Will IMAX Be Able to Beat the Market?
Howard is a member of The Motley Fool Blog Network -- entries represent the personal opinion of the blogger and are not formally edited.
In 2002, movie tickets sold reached a record breaking 1.58 billion tickets. Fast forward to 2011, and ticket sales are down to 1.30 billion, the worst year in recent movie history. 2012, however, looked to be a hopeful year in an industry that in the past decade only saw tickets sales rise twice. IMAX (NYSE: IMAX) has been able to turn a profit during this time and is looking to be increasing that profit for years to come. IMAX could be a good play in the always surprising entertainment industry.
The State of the Movie Market
2012 was a record setting year for the movie industry. Ticket sales were a record setting $10.8 billion in 2012 and attendance rose for the first time in three years, up 20% from last year. There were 1.36 billion total tickets sold in 2012, helped by blockbusters like The Hobbit, The Avengers, and Skyfall. Estimates are calling for 2013 to be another year of growth for the movie industry. Upcoming movies including Thor, The Hunger Games, and Iron Man should provide good box office tickets sales that are in estimates of $11 billion in sales and ticket sales to be around 1.43 billion. This would be the first time the movie industry saw ticket sales rise two years in a row since 2001 and 2002.
IMAX’s biggest competition is Regal Entertainment Group (NYSE: RGC). Regal is the largest theater chain in the US. Regal operates over 6,800 screens in over 500 locations. Right now Regal is selling at a P/E of 20, more fairly priced than IMAX. Regal, however, cannot compete with IMAX’s operating margin with RGC operating at 11% and their profit margin of 4% is dwarfed by IMAX’s 12.9%. Regal has a solid foothold on the general theatre business but cannot compete with IMAX’s niche of large theaters. With a quarterly revenue growth of -6% during the same period of IMAX’s growth of 21% Regal is looking to be on a downslide even though at the same time IMAX can continue to grow its business.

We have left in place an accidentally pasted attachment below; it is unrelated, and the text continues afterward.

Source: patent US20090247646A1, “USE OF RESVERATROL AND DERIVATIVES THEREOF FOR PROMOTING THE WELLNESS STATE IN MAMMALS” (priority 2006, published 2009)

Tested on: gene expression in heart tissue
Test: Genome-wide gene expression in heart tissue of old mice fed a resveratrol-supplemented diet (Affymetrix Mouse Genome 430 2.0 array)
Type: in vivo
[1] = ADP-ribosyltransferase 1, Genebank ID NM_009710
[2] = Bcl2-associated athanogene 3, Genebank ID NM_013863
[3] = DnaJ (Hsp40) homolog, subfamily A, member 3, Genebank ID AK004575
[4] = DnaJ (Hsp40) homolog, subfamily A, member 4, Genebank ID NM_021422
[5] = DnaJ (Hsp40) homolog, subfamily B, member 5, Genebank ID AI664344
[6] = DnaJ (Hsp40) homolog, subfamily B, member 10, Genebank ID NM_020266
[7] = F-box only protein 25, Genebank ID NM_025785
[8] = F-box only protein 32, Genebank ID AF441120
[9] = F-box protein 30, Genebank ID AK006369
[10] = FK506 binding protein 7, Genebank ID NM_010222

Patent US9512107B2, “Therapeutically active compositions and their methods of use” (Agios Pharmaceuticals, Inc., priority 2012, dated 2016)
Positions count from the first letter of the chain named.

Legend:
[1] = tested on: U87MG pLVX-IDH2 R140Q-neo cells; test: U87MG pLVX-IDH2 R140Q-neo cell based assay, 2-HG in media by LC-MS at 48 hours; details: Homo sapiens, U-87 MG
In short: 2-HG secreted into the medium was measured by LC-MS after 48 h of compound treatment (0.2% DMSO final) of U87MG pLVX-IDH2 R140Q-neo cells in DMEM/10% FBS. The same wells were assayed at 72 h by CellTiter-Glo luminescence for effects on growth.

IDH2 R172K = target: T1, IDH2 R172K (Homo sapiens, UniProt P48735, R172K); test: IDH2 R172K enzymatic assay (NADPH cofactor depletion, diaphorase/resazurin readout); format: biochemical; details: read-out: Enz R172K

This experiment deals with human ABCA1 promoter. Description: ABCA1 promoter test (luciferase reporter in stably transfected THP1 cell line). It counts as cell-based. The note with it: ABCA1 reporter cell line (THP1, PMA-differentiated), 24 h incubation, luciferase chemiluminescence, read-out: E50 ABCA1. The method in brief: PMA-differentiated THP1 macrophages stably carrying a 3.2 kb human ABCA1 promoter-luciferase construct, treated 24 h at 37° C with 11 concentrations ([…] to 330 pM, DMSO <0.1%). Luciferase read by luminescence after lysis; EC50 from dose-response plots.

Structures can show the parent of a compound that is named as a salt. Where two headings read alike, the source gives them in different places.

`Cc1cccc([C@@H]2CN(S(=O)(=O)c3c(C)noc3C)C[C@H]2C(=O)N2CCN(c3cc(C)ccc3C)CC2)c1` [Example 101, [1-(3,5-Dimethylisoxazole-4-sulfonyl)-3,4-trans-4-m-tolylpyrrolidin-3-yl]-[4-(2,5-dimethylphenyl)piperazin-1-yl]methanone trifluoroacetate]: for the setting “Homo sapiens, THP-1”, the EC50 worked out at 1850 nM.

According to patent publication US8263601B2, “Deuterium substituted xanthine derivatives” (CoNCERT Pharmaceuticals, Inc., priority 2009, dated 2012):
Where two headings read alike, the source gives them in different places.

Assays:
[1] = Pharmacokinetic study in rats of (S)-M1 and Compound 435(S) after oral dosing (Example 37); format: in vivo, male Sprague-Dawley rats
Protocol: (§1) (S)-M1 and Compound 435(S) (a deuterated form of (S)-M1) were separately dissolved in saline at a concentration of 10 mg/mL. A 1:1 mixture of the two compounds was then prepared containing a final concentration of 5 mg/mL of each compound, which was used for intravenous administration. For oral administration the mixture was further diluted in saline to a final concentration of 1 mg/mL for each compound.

Why Imax Is a Buy
With 2011 being one the worst years for the theatre industry, and more and more digital ways for people to get movies right in their home, why would investing in a theatre company right now be a good idea? Well for the same reason people still go out for dinner or coffee when they can make dinner or coffee at home; you cannot replace something like IMAX by buying a home theatre system. The experience itself, however, is not the only reason to buy IMAX; they are in a good position to expand their business not only in the US but also overseas.
IMAX’s revenue is up quarter over quarter from 2011, since movie releases are very seasonal you can look at this like a steady revenue increase even though quarter for quarter earnings varies. EPS has followed the same trend with the latest earnings being up to $0.23 per share. IMAX has been able to get anywhere from 12% to 20% of box office sales giving them an operating margin of 18.59% for 2012. With a debt of just $30 million, this gives IMAX room to keep building their theaters.
IMAX increased its total operated theaters to 697 in 2012 in a total of 52 countries. In the past three years IMAX has signed deals to build around 500 new theaters, some of which still have yet to be built. In the next two years IMAX projects to have a total of over 800 theaters. They also expect operating margin to keep rising based on the increasing trend they are experiencing right now.
With Imax’s plan for growth backed by increasing box office sales worldwide, IMAX is poised to grow in the next few years. 2013 should be a good year for movies with big name sequels like Iron Man 3 and Star Trek 2 due to be released. This means that Imax should have at least a good year in 2013, but is a good value play for a re-emerging theater market.
Hjcranford has no position in any stocks mentioned. The Motley Fool recommends Imax. The Motley Fool owns shares of Imax. Try any of our Foolish newsletter services free for 30 days. We Fools may not all hold the same opinions, but we all believe that considering a diverse range of insights makes us better investors. The Motley Fool has a disclosure policy. Is this post wrong? Click here. Think you can do better? Join us and write your own!